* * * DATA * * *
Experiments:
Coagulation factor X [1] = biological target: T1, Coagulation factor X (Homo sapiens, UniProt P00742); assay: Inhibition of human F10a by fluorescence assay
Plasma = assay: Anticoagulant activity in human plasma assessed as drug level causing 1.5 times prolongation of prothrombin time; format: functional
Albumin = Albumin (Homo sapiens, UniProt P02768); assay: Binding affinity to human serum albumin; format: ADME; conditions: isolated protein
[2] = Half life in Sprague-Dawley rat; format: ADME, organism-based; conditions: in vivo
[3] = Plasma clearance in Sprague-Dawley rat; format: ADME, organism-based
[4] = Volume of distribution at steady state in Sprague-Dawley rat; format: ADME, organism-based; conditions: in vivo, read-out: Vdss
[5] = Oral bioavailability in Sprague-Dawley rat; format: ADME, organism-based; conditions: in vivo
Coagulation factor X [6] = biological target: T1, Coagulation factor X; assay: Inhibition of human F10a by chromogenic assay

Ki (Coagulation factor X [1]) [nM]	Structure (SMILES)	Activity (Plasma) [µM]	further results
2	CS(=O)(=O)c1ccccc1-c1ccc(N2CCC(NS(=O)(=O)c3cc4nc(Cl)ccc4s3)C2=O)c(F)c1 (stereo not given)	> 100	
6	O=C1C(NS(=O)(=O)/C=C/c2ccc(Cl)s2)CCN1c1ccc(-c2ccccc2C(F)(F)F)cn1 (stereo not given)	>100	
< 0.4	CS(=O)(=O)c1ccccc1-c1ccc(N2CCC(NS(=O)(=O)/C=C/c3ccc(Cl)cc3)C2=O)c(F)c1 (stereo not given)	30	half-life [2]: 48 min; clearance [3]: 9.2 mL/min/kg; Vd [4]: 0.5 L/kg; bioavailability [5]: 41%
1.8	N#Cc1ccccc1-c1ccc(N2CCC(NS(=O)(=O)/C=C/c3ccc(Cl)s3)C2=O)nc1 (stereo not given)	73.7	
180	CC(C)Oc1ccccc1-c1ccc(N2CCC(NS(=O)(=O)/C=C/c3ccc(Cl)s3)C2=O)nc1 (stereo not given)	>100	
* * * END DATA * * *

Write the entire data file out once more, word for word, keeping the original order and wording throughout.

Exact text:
Experiments:
Coagulation factor X [1] = biological target: T1, Coagulation factor X (Homo sapiens, UniProt P00742); assay: Inhibition of human F10a by fluorescence assay
Plasma = assay: Anticoagulant activity in human plasma assessed as drug level causing 1.5 times prolongation of prothrombin time; format: functional
Albumin = Albumin (Homo sapiens, UniProt P02768); assay: Binding affinity to human serum albumin; format: ADME; conditions: isolated protein
[2] = Half life in Sprague-Dawley rat; format: ADME, organism-based; conditions: in vivo
[3] = Plasma clearance in Sprague-Dawley rat; format: ADME, organism-based
[4] = Volume of distribution at steady state in Sprague-Dawley rat; format: ADME, organism-based; conditions: in vivo, read-out: Vdss
[5] = Oral bioavailability in Sprague-Dawley rat; format: ADME, organism-based; conditions: in vivo
Coagulation factor X [6] = biological target: T1, Coagulation factor X; assay: Inhibition of human F10a by chromogenic assay

Ki (Coagulation factor X [1]) [nM]	Structure (SMILES)	Activity (Plasma) [µM]	further results
2	CS(=O)(=O)c1ccccc1-c1ccc(N2CCC(NS(=O)(=O)c3cc4nc(Cl)ccc4s3)C2=O)c(F)c1 (stereo not given)	> 100	
6	O=C1C(NS(=O)(=O)/C=C/c2ccc(Cl)s2)CCN1c1ccc(-c2ccccc2C(F)(F)F)cn1 (stereo not given)	>100	
< 0.4	CS(=O)(=O)c1ccccc1-c1ccc(N2CCC(NS(=O)(=O)/C=C/c3ccc(Cl)cc3)C2=O)c(F)c1 (stereo not given)	30	half-life [2]: 48 min; clearance [3]: 9.2 mL/min/kg; Vd [4]: 0.5 L/kg; bioavailability [5]: 41%
1.8	N#Cc1ccccc1-c1ccc(N2CCC(NS(=O)(=O)/C=C/c3ccc(Cl)s3)C2=O)nc1 (stereo not given)	73.7	
180	CC(C)Oc1ccccc1-c1ccc(N2CCC(NS(=O)(=O)/C=C/c3ccc(Cl)s3)C2=O)nc1 (stereo not given)	>100	